This is another key area in the SQL vs. Python debate where the developer experience isn’t quite as robust. Debugging SQL code is more difficult because there’s no option to set up a breakpoint to halt execution – with SQL, you have to execute a complete statement all at once. 

You could use CTEs (common table expressions) and split your dbt models into several files, which makes debugging intermediate models a lot easier. But, this isn’t as powerful (or straightforward) as setting a breakpoint in your code.

SQL syntax can differ between databases.

While the basic structure of your SQL queries will always be the same (all databases support SELECT , FROM , and GROUP BY) differences in syntax do exist among databases. 

For example, both MySQL and PostgreSQL databases support stored procedures. However, MySQL only supports standard SQL syntaxes, whereas PostgreSQL supports more advanced procedures.

The cross-database macros in dbt_utils can help resolve this, but it’s still a challenge worth noting.

Data analysts and analytics engineers know and love SQL. 

Even if there are certain things SQL doesn’t do well, like data science workflows and large-scale data manipulations (more on that below), it’s still a powerful language that helps data professionals do their jobs efficiently and effectively. We all know it, there’s a strong community around it, and it works perfectly for a large percentage of what we need to do. 

That being said, there are certainly times when Python is the superior choice.

Python: Best for complex, large-scale data operations

On the flip side, it makes more sense to use Python when…

You need to perform data science workflows.

SQL’s simplicity is both its biggest upside, and also its biggest downside. Things like complex transformations on large amounts of data and linear regressions require hundreds of lines of code in SQL. 

Basically, if you want to perform data science workflows such as:

  • Regression analysis
  • Predictive modeling / forecasting
  • Clustering
  • Key driver analysis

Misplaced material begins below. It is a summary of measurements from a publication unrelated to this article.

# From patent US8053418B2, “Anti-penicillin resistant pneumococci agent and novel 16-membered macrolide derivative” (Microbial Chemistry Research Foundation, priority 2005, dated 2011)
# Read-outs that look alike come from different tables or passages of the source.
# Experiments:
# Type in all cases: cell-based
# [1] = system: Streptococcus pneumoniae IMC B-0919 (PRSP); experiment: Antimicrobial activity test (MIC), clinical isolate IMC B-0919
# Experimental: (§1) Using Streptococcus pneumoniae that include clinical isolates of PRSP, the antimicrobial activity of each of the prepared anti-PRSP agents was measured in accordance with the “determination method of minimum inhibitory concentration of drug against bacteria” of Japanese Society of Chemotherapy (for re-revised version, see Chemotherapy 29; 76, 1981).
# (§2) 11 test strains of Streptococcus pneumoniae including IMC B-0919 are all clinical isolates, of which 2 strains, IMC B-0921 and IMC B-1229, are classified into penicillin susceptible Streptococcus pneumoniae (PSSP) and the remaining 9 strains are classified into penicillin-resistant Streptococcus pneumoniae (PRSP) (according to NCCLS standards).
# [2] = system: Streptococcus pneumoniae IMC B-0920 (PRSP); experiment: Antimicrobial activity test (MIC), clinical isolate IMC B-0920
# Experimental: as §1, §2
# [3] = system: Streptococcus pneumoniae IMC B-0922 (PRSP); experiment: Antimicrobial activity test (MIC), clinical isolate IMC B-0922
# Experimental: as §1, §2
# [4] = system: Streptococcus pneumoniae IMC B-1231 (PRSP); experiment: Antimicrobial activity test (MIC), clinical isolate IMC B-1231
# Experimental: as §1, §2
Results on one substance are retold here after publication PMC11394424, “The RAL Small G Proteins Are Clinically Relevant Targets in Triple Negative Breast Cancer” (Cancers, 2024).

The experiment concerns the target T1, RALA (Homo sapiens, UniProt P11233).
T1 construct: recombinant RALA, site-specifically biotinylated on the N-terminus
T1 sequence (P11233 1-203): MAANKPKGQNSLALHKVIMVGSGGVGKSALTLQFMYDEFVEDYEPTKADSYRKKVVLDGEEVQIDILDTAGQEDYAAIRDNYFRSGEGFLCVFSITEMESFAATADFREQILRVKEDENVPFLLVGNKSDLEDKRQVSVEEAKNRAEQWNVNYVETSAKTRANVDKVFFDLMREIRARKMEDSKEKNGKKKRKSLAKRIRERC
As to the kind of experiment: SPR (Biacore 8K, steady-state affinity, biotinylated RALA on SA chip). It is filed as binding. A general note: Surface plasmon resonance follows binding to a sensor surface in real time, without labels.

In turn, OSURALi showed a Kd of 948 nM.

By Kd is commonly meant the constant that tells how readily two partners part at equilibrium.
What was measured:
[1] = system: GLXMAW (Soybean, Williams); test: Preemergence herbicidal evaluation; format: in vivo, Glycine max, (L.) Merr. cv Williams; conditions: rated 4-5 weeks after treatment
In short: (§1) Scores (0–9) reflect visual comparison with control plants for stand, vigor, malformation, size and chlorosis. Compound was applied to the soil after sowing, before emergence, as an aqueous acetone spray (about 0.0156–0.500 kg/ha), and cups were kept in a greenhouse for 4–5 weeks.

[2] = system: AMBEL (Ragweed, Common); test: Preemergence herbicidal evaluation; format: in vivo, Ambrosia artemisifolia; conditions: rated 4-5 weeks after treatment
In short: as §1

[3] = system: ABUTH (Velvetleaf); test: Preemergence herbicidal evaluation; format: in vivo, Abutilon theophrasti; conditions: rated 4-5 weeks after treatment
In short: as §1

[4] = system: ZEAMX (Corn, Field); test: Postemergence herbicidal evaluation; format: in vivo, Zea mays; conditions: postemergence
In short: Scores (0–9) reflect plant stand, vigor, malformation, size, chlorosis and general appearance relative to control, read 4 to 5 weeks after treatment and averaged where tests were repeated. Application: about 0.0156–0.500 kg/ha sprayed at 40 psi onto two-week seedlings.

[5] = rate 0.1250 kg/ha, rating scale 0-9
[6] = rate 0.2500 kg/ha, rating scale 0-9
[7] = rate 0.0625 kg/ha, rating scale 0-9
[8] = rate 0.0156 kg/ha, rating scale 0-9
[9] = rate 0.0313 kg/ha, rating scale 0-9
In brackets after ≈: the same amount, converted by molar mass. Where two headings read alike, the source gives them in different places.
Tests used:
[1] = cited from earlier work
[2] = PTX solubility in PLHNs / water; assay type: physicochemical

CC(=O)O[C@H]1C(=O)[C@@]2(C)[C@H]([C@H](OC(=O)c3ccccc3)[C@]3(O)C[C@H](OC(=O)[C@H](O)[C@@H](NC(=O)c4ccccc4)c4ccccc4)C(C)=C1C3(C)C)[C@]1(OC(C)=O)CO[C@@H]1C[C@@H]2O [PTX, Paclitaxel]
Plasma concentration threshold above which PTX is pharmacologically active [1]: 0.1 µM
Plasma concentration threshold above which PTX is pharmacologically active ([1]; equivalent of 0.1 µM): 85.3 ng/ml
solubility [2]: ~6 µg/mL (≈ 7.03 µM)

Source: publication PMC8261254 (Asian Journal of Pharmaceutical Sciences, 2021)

• Machine learning

… then you’ll want to use Python. 

You need to perform large scale data manipulations.

Performing certain tasks is extremely cumbersome in SQL. Python’s power and flexibility makes it much easier to do things like:

  • Transpose and pivot tables (i.e., convert rows to columns)
  • Manipulate text / string data
  • Perform complex time series operations (e.g., period over period comparisons)

Here’s an example that shows the difference between how Python and SQL each handle creating a week-over-week percent change analysis:


week_over_week_change = df.groupby('campaign_name')['clicks'].pct_change()


(SUM(clicks) - LAG(SUM(clicks), 1) OVER (ORDER BY date)) / 
NULLIF(LAG(SUM(clicks), 1) OVER (ORDER BY date),0) AS 
FROM marketing_performance

While SQL requires each logical step of the calculation to be explicitly defined, the Pandas package used in Python includes the pct_change() method to easily run the calculation in one line.

You need a more robust set of programming libraries to get the job done.

The queries that SQL produces depend on functions, which are inherently limited since they can only perform very specific tasks.

Python uses programming libraries instead (to the tune of more than 300k available libraries as mentioned above). These libraries can be applied to a broader range of projects – there are a sizable number of options for data transformation alone

However, keep in mind that there are limitations on what you can import – some packages aren’t available on all platforms, including Snowpark and Databricks, for example.

So, which language should I use for data transformation in dbt – SQL or Python?

The answer to this question depends entirely on the data you’re transforming and your goals for the project. 

SQL is great for simple queries where you need a quick, efficient means of getting the job done. Python is ideal for more complex data science workflows and large-scale data manipulation. 

Ideally, you know how to work with both languages and can choose the best one for your transformation work. 

However, even if you aren’t proficient (or fast) with SQL and Python, there’s a tool that makes working with both languages infinitely easier: Data Sidekick from AirOps

Data Sidekick uses AI to make working with Python and SQL significantly faster. It’s a free tool that allows you to use natural language to generate SQL and Python queries more accurately than ever before.

Sidekick can read a SQL query, understand its output, and then anticipate the query’s structure and generate Python operations to perform the next step. For example, you can use the tool to easily pivot a table, run a forecast, or parse a string field. It’s designed to be a schema aware “Sidekick” to speed up Analytics Engineering tools.

It can perform around 10 different operations, from generating single Python functions to drafting full scripts. Click here to try Sidekick today – dbt cloud users get priority access.